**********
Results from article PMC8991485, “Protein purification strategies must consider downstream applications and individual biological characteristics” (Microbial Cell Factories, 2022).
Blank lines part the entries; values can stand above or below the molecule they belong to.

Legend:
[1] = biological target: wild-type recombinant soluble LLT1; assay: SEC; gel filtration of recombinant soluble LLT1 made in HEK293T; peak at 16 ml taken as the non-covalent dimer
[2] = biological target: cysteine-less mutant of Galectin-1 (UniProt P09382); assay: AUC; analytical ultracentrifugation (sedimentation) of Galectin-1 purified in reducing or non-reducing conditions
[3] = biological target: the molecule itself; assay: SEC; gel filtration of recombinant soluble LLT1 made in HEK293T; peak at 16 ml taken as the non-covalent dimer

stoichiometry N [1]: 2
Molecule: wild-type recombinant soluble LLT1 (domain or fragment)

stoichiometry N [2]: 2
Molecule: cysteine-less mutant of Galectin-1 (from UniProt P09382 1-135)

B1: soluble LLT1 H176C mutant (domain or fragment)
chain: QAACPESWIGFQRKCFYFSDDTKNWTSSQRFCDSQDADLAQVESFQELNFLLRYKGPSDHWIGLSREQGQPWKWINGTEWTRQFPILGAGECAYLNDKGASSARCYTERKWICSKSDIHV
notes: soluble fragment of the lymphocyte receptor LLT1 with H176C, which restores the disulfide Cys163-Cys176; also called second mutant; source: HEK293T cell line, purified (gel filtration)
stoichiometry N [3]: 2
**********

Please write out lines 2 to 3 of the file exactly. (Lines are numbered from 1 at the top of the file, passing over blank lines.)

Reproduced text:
Blank lines part the entries; values can stand above or below the molecule they belong to.

Legend: